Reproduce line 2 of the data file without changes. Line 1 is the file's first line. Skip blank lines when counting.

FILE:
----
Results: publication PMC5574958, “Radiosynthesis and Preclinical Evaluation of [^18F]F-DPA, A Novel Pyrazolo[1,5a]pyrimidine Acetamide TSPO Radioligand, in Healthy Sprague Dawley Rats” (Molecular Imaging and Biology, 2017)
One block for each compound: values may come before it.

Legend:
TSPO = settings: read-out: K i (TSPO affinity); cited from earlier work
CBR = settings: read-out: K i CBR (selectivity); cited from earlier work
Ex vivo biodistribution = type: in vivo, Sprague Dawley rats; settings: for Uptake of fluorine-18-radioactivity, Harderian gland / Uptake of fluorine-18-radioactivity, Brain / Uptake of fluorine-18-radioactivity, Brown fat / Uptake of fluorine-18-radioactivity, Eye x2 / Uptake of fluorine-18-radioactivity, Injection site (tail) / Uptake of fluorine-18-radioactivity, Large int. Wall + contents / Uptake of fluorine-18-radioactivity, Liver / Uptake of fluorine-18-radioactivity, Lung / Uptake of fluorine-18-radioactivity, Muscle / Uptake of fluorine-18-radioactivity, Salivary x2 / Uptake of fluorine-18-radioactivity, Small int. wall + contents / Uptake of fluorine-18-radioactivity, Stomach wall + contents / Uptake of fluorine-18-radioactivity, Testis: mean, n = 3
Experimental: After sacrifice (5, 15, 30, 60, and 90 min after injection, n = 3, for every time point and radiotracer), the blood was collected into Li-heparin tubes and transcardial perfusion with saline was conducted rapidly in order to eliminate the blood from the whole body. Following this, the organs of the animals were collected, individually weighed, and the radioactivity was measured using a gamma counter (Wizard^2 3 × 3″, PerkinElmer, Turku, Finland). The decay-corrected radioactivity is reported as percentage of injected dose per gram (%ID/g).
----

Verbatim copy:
One block for each compound: values may come before it.